As many as 16 million employees are currently suffering from a feeling of isolation in the workplace. Out of these, 11.5 million are thinking about imminently walking out of their jobs.
New research has revealed a looming HR crisis amongst British businesses, with just a third of UK office workers feeling as though they belong within a company. This means that as many at 16 million employees are currently suffering from a feeling of isolation in the workplace.
This is set to have serious consequences for UK employers, with almost three quarters (72 percent) of those who don’t feel as though they belong considering leaving their job in the next 12 months. This equates to an incredible 11.5 million people thinking about imminently walking out of their current roles.
The research, conducted amongst UK office workers and HR professionals by HR tech platform Connectr, reveals that the pandemic has changed employees’ priorities significantly, with emotional support and a sense of belonging valued more highly than ever before.
Whilst salary remains the number one priority for employees, only 63 percent of workers now view this as key to their happiness at work, seven percent less than in February 2020. This is making way for cultural benefits, with feeling valued being cited as the second most important workplace perk for UK office staff, overtaking the likes of annual bonuses and health insurance.
Similarly, 20 percent of workers now believe that having their individuality recognised is one of the most important workplace benefits. This has more than doubled since February 2020. Other benefits that have become more important to employees since the pandemic include being proud of the company they work for, having their opinions listened to, and being part of a supportive and inclusive team.
Millennials and Gen Z employees were found to be the driving force behind these workplace trends. Just 44 percent of 16-24-year-olds consider salary as the most important workplace benefit. With Millennials set to make up over 75 percent of the global workforce by 2025, this demonstrates a significant shift that employers will need to actively respond to in order to attract and retain talented and diverse individuals.
Challenges Being Overlooked by Employers
The research, published in a new report that explores the UK’s growing belonging crisis, demonstrates that this shift in priorities is going largely unnoticed by business heads, which is compounding the crisis. Just 14 percent of HR heads believe not fitting in is a key reason why employees leave a business, demonstrating a clear misunderstanding of the scale of the problem.
Even for those businesses which do want to focus on belonging, resource is preventing them from doing so. Four in five HR heads say they don’t have time to prioritise building a sense of inclusion, whilst a staggering 92 percent struggle to get buy-in from senior leadership. The pandemic has worsened the situation, with 89 percent admitting that belonging has become less of a focus as a result of COVID-19.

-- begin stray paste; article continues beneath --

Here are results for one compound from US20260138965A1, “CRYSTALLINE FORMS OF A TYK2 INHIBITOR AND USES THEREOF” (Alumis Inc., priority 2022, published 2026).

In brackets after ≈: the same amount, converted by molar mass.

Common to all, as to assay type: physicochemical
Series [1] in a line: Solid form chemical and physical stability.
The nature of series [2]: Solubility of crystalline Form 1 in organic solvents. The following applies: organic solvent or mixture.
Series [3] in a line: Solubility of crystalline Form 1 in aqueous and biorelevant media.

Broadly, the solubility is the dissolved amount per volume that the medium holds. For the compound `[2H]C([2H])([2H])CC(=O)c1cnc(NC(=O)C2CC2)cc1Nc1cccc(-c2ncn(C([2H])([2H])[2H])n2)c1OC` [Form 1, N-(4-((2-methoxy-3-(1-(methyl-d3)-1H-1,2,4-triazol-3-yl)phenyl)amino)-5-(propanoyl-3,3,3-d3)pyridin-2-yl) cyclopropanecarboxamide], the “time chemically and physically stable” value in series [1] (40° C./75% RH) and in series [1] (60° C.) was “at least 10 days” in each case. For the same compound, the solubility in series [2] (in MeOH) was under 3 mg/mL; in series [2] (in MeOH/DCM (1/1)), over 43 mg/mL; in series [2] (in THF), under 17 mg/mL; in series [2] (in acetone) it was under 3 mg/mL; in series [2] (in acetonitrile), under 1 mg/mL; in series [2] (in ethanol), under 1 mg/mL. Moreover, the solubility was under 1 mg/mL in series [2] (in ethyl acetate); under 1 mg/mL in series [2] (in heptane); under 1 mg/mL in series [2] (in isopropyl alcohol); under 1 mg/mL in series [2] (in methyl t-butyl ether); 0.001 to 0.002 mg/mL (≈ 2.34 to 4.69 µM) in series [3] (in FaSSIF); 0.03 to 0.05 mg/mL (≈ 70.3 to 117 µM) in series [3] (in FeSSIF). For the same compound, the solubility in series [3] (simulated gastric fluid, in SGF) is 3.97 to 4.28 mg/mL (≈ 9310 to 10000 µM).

As well as increasing staff turnover, this oversight could also be having an impact on a business’s productivity, reputation, level of diversity and inclusion, and ultimately its bottom line. The research found that a strong sense of belonging makes employees more motivated, loyal, engaged, and ambitious, which has a huge impact on productivity.
Building a Sense of Belonging
When it comes to building a sense of belonging, nearly half of office workers state that feeling valued is crucial, with a third claiming that clear progression opportunities are essential if they are to feel as though they belong. A significant number of employees also cited access to digital employee engagement platforms and mentoring schemes as key to cultivating a sense of belonging. These digital tools are particularly important for employees who are working from home. Almost half (44 percent) of remote workers who managed to maintain a sense of belonging during the pandemic put this down to online support platforms or mentoring schemes.
Despite clear demand from UK workers for digital platforms designed to support staff, just a third of organisations use them, whilst only 28 percent offer mentoring schemes. This demonstrates a clear disparity when it comes to employees’ needs and the provisions being offered by employers.
What the Experts Say
Will Akerman, Founder and Managing Director at Connectr, comments: “The research demonstrates a huge imbalance between employee demands and businesses’ priorities. What’s more, the growing belonging crisis amongst British employees is going largely unnoticed, with many employers still failing to recognise the importance of building a sense of inclusion. In fact, the belonging crisis is 10 times bigger and twice as important than is being realised. If this isn’t addressed quickly, UK businesses are set to face a huge resourcing challenge which could be catastrophic for many who are still coping with financial impact of the pandemic.
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“The good news is, there are solutions to the challenge. More needs to be done to tackle the UK workforce’s belonging crisis, and it’s the businesses that make a conscious and active effort to truly engage, support and nurture their staff that will come out on top.”
Belonging: Tackling HR’s Growing Crisis report is available to download free of charge now.